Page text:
Religious freedom can not be a dogma because it is based on natural law, not Divine Revelation.
As far as I'm aware, the Church's infallibility only extends to the contents of divine revelation and truths closely connected therewith.
But it has been taught repeatedly since John XXIII, with Vatican II even saying "this holy synod declares that man has the right to religious freedom...", so it is clearly infallible.
Not necessarily. The buzzword for infallibility (at least since the 19th century) is define
. Of course, no specific buzzword is necessary for the a pope or ecumenical council to exercise its infallibility, but had Vatican II wanted to make it clear that it was speaking infallibly, it would have used that word. Also, I don't think that just because something has been taught by a few (in this case five) popes is is necessarily part of the Church's ordinary and universal magisterium.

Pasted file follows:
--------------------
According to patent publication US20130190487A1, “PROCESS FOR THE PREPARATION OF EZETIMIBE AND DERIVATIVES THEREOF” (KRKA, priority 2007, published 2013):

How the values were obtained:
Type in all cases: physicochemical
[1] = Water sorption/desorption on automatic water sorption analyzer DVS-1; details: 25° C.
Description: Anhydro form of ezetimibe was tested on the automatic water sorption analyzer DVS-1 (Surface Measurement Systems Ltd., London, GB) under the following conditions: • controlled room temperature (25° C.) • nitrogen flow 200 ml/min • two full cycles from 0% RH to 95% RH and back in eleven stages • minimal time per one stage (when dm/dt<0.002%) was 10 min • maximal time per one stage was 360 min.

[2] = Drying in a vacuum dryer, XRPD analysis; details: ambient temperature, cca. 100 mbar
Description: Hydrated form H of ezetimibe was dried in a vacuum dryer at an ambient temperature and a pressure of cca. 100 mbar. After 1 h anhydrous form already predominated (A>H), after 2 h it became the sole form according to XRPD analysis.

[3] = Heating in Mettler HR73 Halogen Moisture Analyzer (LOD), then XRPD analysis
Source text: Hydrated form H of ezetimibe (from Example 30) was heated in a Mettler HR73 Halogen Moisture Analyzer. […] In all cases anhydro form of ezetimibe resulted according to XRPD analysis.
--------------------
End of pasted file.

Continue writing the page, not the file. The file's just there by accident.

And Paul VI said that Vatican II was "doctrinal and pastoral" but not "dogmatic"; he also said it was binding on the Church, since the Church was teaching with an "authority that could not be called into question". THerefore the SSPX has no right to be preaching dissent just because they can't understand the document
But Paul VI also explicitly denied that Vatican II had exercised extraordinary infallibility.